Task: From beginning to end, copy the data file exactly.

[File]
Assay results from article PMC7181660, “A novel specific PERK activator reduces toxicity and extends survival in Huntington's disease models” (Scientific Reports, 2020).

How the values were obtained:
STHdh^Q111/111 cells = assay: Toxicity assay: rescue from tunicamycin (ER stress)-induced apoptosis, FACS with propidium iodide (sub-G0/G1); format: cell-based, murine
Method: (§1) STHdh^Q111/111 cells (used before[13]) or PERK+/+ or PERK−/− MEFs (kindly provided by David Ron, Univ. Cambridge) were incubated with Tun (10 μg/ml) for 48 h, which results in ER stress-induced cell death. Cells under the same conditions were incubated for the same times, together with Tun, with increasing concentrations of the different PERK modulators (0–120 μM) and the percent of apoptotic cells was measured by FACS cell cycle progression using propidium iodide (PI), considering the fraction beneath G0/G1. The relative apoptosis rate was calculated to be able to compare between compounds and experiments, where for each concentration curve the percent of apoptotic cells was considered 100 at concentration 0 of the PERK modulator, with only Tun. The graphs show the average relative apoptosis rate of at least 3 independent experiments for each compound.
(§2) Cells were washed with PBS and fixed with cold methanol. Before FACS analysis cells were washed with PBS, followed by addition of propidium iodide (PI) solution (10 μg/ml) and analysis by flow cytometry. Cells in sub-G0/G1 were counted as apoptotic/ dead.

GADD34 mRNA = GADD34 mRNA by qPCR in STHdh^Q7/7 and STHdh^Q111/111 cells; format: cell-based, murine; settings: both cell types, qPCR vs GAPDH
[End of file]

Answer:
Assay results from article PMC7181660, “A novel specific PERK activator reduces toxicity and extends survival in Huntington's disease models” (Scientific Reports, 2020).

How the values were obtained:
STHdh^Q111/111 cells = assay: Toxicity assay: rescue from tunicamycin (ER stress)-induced apoptosis, FACS with propidium iodide (sub-G0/G1); format: cell-based, murine
Method: (§1) STHdh^Q111/111 cells (used before[13]) or PERK+/+ or PERK−/− MEFs (kindly provided by David Ron, Univ. Cambridge) were incubated with Tun (10 μg/ml) for 48 h, which results in ER stress-induced cell death. Cells under the same conditions were incubated for the same times, together with Tun, with increasing concentrations of the different PERK modulators (0–120 μM) and the percent of apoptotic cells was measured by FACS cell cycle progression using propidium iodide (PI), considering the fraction beneath G0/G1. The relative apoptosis rate was calculated to be able to compare between compounds and experiments, where for each concentration curve the percent of apoptotic cells was considered 100 at concentration 0 of the PERK modulator, with only Tun. The graphs show the average relative apoptosis rate of at least 3 independent experiments for each compound.
(§2) Cells were washed with PBS and fixed with cold methanol. Before FACS analysis cells were washed with PBS, followed by addition of propidium iodide (PI) solution (10 μg/ml) and analysis by flow cytometry. Cells in sub-G0/G1 were counted as apoptotic/ dead.

GADD34 mRNA = GADD34 mRNA by qPCR in STHdh^Q7/7 and STHdh^Q111/111 cells; format: cell-based, murine; settings: both cell types, qPCR vs GAPDH